How to Coat Chicken for Frying Without Flour

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You can get a crispy, crunchy coating on fried chicken without flour.
You can get a crispy, crunchy coating on fried chicken without flour. (Image: Jupiterimages/liquidlibrary/Getty Images)

No one really thinks about the complex things happening when they dredge chicken in flour. Besides allowing batter to stick to the fat, flour adds glutenin and gliaden, which, when mixed with water, form gluten -- the same gluten responsible for bread's chewiness gives structure to fried chicken's crust and creates bubbles that make it airy and crisp. Coating chicken for frying without all-purpose flour poses some problems you have to work around, mainly creating a crust with the same properties. Pulverized grains for protein, xanthan gum for thickening, leavens for rise and cornstarch for air pockets comprise the solution.

Things You'll Need

  • Whisk
  • Mixing bowl
  • Cornstarch
  • Kosher salt
  • Baking powder
  • Xanthan gum
  • Paper towels
  • Wire rack
  • Baking sheet
  • High-protein nonwheat flours, such as sorghum flour, corn flour and quinoa flour
  • Dried spices (optional)
  • Flour sifter
  • Shallow dish
  • Eggs
  • Cream or milk
  • Bowl
  • Dutch oven
  • Oil

Whisk a 24:4:1:0.5 ratio of cornstarch to kosher salt to baking powder to xanthan gum in a mixing bowl, or 1/4 cup cornstarch to 2 teaspoons of kosher salt to 1 teaspoon of baking powder to 1/2 teaspoon of xanthan gum per whole chicken. This comprises the base dredging powder.

Pat the chicken pieces dry with paper towels and dredge them in the base dredging powder. Place the chicken pieces on a wire cooling rack set on top of a baking sheet and place it in the refrigerator, uncovered, for at least one hour but as long as 12 hours. The dryer the skin the better.

Mix together equal parts of three high-protein nonwheat flours. For example, 1/3 cup each sorghum flour, corn flour and oat flour has enough protein to replace the gluten in wheat flour, as does 1/3 cup each white rice flour, quinoa flour and potato starch. Although you could use 1 cup of one type of nonwheat flour and still have a crisp coating, thanks to the base dredging flour, the texture would suffer. Mixing three types of nonwheat flour, however, adds variances to the texture of the coating while keeping the protein content high enough to brown properly. In addition to the aforementioned high-protein nonwheat flours, amaranth flour, spelt flour, chickpea flour and teff flour all make capable additions to the nonwheat-flour combination.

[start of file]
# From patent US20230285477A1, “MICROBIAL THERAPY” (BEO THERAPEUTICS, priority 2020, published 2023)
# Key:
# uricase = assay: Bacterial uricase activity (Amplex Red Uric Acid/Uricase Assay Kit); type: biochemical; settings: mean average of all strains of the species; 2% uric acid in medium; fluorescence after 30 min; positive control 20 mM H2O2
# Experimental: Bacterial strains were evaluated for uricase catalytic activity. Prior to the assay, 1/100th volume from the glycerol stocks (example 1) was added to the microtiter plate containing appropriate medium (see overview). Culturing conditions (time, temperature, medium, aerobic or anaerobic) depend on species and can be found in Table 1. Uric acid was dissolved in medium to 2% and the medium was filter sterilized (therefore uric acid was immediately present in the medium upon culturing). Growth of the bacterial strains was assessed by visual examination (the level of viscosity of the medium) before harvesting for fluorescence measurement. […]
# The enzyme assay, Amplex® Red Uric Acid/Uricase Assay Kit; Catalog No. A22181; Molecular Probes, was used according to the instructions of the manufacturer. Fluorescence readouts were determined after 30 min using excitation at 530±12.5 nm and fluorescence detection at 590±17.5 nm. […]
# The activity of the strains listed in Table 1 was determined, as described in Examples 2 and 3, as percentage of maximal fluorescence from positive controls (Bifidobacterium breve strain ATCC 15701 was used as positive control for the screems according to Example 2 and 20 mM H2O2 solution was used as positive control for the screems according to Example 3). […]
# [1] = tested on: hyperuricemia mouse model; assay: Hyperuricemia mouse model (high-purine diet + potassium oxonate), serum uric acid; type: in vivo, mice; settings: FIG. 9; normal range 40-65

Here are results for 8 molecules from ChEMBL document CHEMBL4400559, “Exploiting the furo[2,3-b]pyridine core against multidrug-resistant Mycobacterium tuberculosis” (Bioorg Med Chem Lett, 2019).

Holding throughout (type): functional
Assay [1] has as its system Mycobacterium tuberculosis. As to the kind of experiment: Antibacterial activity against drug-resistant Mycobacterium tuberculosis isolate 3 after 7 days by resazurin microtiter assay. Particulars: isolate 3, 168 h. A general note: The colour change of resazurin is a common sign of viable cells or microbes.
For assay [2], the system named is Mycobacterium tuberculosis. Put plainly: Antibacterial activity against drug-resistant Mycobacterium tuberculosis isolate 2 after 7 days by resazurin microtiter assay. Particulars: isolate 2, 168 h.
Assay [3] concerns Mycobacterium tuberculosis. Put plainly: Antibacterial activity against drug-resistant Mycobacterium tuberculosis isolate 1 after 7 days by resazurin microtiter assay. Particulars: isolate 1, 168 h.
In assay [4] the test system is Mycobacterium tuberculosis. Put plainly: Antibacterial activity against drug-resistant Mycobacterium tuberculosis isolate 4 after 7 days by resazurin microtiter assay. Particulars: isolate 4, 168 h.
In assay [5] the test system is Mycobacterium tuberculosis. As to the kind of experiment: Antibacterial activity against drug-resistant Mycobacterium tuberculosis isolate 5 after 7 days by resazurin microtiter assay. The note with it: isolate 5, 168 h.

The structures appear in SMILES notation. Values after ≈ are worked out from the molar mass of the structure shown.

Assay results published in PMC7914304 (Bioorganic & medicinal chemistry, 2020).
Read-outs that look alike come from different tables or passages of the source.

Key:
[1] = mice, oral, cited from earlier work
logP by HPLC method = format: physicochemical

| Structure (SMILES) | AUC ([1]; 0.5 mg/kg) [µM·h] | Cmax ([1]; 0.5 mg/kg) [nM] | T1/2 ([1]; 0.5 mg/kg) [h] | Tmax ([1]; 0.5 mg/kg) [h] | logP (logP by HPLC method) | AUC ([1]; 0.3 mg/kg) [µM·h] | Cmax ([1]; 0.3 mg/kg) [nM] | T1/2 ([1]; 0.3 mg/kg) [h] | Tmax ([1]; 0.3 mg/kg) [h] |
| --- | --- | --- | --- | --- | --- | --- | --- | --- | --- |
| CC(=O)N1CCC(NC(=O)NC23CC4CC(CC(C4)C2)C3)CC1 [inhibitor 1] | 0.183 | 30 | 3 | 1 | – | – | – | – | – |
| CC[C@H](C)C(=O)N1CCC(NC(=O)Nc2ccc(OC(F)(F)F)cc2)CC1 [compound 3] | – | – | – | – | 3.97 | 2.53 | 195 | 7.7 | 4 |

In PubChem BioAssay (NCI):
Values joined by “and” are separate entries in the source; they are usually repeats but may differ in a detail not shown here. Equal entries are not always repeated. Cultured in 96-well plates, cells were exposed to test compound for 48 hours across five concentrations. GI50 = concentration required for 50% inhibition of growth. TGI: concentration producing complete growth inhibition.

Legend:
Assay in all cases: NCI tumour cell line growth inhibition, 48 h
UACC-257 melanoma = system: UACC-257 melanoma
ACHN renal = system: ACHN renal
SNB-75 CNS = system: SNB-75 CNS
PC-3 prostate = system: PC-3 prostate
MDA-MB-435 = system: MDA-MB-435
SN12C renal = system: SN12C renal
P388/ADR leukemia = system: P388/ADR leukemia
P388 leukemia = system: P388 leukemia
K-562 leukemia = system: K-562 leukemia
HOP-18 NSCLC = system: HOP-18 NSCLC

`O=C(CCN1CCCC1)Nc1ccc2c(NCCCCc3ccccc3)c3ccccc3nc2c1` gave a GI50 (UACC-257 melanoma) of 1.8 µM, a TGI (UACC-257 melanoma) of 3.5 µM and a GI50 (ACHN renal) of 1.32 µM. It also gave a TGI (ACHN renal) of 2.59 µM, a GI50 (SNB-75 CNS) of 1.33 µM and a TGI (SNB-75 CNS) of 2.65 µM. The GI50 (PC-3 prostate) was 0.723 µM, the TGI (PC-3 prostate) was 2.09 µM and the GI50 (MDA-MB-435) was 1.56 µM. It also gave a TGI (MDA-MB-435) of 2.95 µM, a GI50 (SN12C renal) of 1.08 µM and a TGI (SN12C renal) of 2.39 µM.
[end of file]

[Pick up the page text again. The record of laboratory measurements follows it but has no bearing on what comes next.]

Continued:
Add dried spices such as oregano, paprika or freshly ground black pepper, to taste. Whisk the nonwheat flours until homogenized.

Sift the nonwheat flours into a shallow dish using a flour sifter. Whisk a few whole eggs and a spoonful or two of cream or milk in a bowl to make an egg wash.

Remove the chicken from the fridge. Dip the chicken pieces in the egg wash and let the excess drip back into the bowl.

Lay the chicken in the shallow dish of nonwheat flours and coat each piece heavily on all sides. Press the flours in firmly with your fingers. Pack as much as you can on the chicken, making sure to get in the nooks and crannies, and gently shake the excess off into the dish. Place the breaded pieces of chicken on the rack set on top of the baking sheet while you heat the oil.

Deep-fry the chicken in a heavy-bottomed pot or Dutch oven half full of 375-degree-Fahrenheit peanut oil until golden brown with an internal temperature of 165 degrees Fahrenheit, or about eight to 10 minutes.

Tips & Warnings

  • You can also dredge chicken slices in cornstarch or arrowroot before stir-frying to aid in browning and to thicken the sauce.

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